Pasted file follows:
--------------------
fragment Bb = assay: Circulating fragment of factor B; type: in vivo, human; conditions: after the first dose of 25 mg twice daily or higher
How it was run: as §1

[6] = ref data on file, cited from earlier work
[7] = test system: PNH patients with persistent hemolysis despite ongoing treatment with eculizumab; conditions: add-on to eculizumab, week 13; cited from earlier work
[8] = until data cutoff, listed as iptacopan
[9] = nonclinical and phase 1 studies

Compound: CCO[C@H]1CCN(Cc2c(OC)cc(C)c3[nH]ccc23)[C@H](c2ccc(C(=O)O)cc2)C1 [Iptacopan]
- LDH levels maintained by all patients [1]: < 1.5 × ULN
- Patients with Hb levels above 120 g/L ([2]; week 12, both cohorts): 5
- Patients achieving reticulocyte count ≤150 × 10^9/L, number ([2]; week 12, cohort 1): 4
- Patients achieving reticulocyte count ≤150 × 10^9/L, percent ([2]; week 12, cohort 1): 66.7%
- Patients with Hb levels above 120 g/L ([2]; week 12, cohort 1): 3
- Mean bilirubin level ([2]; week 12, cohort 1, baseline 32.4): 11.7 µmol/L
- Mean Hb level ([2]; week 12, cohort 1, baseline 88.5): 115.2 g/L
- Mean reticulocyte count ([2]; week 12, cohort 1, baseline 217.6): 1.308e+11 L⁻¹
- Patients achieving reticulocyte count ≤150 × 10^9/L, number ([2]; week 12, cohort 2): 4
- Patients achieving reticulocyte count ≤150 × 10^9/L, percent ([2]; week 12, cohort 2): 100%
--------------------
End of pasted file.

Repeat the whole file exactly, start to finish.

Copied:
fragment Bb = assay: Circulating fragment of factor B; type: in vivo, human; conditions: after the first dose of 25 mg twice daily or higher
How it was run: as §1

[6] = ref data on file, cited from earlier work
[7] = test system: PNH patients with persistent hemolysis despite ongoing treatment with eculizumab; conditions: add-on to eculizumab, week 13; cited from earlier work
[8] = until data cutoff, listed as iptacopan
[9] = nonclinical and phase 1 studies

Compound: CCO[C@H]1CCN(Cc2c(OC)cc(C)c3[nH]ccc23)[C@H](c2ccc(C(=O)O)cc2)C1 [Iptacopan]
- LDH levels maintained by all patients [1]: < 1.5 × ULN
- Patients with Hb levels above 120 g/L ([2]; week 12, both cohorts): 5
- Patients achieving reticulocyte count ≤150 × 10^9/L, number ([2]; week 12, cohort 1): 4
- Patients achieving reticulocyte count ≤150 × 10^9/L, percent ([2]; week 12, cohort 1): 66.7%
- Patients with Hb levels above 120 g/L ([2]; week 12, cohort 1): 3
- Mean bilirubin level ([2]; week 12, cohort 1, baseline 32.4): 11.7 µmol/L
- Mean Hb level ([2]; week 12, cohort 1, baseline 88.5): 115.2 g/L
- Mean reticulocyte count ([2]; week 12, cohort 1, baseline 217.6): 1.308e+11 L⁻¹
- Patients achieving reticulocyte count ≤150 × 10^9/L, number ([2]; week 12, cohort 2): 4
- Patients achieving reticulocyte count ≤150 × 10^9/L, percent ([2]; week 12, cohort 2): 100%